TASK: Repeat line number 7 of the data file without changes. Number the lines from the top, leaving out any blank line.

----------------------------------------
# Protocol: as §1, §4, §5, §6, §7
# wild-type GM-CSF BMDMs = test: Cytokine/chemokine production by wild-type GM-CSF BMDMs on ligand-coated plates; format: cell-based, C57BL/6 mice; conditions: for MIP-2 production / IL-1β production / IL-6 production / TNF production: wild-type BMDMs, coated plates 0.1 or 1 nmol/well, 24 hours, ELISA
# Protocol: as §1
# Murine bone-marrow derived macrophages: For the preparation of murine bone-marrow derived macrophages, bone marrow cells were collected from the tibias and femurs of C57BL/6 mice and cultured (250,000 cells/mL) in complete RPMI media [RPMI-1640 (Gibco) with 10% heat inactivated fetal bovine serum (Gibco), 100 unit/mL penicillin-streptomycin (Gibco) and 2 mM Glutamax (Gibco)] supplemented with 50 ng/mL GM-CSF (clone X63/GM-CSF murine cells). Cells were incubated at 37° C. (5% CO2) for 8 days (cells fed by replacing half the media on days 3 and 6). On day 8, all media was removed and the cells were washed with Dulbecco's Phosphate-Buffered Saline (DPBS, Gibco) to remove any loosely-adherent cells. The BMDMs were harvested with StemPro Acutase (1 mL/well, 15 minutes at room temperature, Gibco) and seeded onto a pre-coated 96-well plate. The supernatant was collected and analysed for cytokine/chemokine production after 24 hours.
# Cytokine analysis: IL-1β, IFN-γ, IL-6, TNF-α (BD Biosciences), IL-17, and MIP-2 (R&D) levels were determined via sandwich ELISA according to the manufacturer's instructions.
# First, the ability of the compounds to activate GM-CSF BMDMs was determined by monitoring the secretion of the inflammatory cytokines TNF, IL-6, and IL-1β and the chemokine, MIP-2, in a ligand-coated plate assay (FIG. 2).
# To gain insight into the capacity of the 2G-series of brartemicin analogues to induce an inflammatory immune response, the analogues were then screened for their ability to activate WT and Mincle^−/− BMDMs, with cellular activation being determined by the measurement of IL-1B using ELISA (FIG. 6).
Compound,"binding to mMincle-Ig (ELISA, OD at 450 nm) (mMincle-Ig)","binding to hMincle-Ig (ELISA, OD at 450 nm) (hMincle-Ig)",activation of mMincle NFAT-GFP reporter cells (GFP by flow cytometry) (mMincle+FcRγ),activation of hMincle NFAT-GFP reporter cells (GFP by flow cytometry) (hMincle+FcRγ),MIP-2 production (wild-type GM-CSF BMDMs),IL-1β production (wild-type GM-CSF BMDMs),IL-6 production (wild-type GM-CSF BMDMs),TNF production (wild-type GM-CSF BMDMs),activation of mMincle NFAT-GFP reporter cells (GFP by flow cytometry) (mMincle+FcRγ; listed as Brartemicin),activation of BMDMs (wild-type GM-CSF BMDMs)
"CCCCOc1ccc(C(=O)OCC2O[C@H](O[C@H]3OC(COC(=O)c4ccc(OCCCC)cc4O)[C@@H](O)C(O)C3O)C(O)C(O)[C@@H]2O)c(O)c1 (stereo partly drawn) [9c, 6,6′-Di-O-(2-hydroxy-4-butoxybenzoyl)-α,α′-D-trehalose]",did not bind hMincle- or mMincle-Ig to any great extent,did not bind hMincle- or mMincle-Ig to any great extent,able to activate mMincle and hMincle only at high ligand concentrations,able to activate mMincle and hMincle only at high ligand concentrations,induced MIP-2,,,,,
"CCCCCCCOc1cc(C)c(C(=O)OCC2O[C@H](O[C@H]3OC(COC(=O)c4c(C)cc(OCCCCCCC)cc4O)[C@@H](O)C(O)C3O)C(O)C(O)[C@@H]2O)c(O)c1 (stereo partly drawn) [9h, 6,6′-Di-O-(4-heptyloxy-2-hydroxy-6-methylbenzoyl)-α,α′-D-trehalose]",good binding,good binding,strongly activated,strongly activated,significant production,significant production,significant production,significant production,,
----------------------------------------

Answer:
# To gain insight into the capacity of the 2G-series of brartemicin analogues to induce an inflammatory immune response, the analogues were then screened for their ability to activate WT and Mincle^−/− BMDMs, with cellular activation being determined by the measurement of IL-1B using ELISA (FIG. 6).